- Dessert – Yes, this gets its own number, separate from food. If you don’t understand already, it’s not worth my trying to explain it. Three words. Baklava. Icecream. Turkishdelights. (Okay, I should have said five words.) I usually don’t like baklava but there were a few fantastic baklava moments that happened. It’s very hard to disappoint me with ice cream, so the fact that it even exists puts it on the list. Turkish delights aren’t my personal favorite to eat, but they’re high on the list of my favorite desserts to look at.
- Nuts – This deserves its own number too. So much love for nuts. They’re everywhere and in EVERYTHING. Chocolate, Turkish delights, every other dessert whose names I don’t know. It’s almost impressive how many different ways they manage to use the same ingredient.
- Flags – There. Are. Turkish. Flags. EVERYWHERE. Honestly, it’s a little weird. Someone tried to tell me that there are a lot of flags around in the States, but this is like the U.S. on Independence Day x 100000.
- Flowers – I’m sure this is partly just a spring thing, but also landscaping. I have never seen SO many flowers and so many impeccably landscaped parks. I was completely obsessed because what’s better than flowers and parks? But it definitely takes a huge amount of work and maintenance for them to look like that. It’s amazing!
- Tea – In general, I hate tea. I think it tastes like something that could maybe be good if it wasn’t so watered-down. Also, most typical flavors are kind of eh. In Istanbul, tea is a big thing, and I LOVED it. This is a significant statement coming from me. Apple tea is like <3 <3 <3. There are no words. It’s like drinking warm apple juice but better. And there’s definitely a pile of sugar in it, so that doesn’t hurt. I had some delicious pomegranate tea too, and I don’t even like pomegranates! Summary: they know what they’re doing when it comes to tea.
- Water – There’s nothing better than a city with a nice river… except for a city with an estuary and a strait AND a sea. You can take ferries like buses!
- History – Istanbul is an old and complicated place, and you can see it. There are old churches that were turned into mosques, palaces, the ruins of Roman aqueducts and city walls… the city oozes history.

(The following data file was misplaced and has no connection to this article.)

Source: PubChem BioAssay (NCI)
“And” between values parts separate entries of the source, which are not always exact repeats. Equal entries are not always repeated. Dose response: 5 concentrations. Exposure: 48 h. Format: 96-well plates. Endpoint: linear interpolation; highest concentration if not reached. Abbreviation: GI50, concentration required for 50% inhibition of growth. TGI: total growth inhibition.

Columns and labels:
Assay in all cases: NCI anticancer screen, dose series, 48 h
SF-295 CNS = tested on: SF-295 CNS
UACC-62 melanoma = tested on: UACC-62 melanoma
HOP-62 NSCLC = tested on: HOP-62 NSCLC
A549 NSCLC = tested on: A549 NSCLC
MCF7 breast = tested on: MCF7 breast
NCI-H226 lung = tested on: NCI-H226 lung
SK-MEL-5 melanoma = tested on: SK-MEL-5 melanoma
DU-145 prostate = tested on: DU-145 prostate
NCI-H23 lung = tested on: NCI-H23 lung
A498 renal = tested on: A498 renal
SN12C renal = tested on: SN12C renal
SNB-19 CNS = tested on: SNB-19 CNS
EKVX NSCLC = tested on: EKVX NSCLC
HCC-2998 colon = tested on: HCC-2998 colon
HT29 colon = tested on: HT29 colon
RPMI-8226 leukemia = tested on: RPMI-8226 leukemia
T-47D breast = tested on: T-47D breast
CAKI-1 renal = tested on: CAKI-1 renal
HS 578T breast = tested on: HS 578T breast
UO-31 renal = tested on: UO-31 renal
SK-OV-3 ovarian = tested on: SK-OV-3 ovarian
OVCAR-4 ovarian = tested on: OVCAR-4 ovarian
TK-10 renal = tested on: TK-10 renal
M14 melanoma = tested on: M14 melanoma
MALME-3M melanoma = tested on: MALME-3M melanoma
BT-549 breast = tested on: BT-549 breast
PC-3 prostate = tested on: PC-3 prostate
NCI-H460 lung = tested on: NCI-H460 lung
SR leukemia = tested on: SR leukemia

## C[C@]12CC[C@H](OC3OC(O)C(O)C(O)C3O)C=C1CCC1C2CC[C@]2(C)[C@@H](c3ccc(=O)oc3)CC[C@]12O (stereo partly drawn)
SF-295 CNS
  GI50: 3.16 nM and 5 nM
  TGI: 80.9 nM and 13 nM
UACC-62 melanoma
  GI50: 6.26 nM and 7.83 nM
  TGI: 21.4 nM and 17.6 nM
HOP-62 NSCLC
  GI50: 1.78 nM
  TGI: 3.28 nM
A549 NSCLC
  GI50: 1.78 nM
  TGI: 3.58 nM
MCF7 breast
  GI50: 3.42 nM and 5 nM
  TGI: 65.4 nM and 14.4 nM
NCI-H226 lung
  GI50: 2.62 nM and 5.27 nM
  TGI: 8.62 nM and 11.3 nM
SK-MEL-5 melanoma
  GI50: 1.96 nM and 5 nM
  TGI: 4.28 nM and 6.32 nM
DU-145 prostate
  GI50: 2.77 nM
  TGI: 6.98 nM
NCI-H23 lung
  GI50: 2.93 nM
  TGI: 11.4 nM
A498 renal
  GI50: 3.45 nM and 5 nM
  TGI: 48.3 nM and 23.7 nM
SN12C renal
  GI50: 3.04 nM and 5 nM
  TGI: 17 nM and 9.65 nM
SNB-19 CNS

I also quickly noticed that my chameleon suit worked very well there (that’s how I’ve started to think of my somewhat ethnically ambiguous appearance… often, it’s like I’m a chameleon that can kind of blend in, or at the very least can keep from standing out). I got a lot of, “You’re Turkish, right?” Thank you, chameleon suit. Which brings us to #11…
- Men – Aside from Ghana, this is probably the place where men have been the most forward on the street. In Armenia, other people had issues with this, but I walked around ignoring everyone, so I was generally left alone. I tried to apply my ignore strategy in Istanbul, and that just led to follow up questions about why I was ignoring them and promises that they were of good character (claims which, I would argue, were negated by the fact that they were disregarding my clear disinterest in talking to them). UGH. After about two days of it, I got so annoyed that I went and bought a fake engagement ring to wear when walking around alone. I don’t know if it made a difference, but at least it gave me a very easy “out” if someone tried talking to me, “Oh sorry, I have to go. I’m on my way to meet my husband.” I HATE having to use the “other man” shield because it’s a lie and saying “leave me alone” should be enough, but for sanity’s sake, there are some battles not worth fighting.
Okay, that’s enough for now. Get yourself excited for some history because next time, we’re going to learn alllll about just how much history Istanbul has.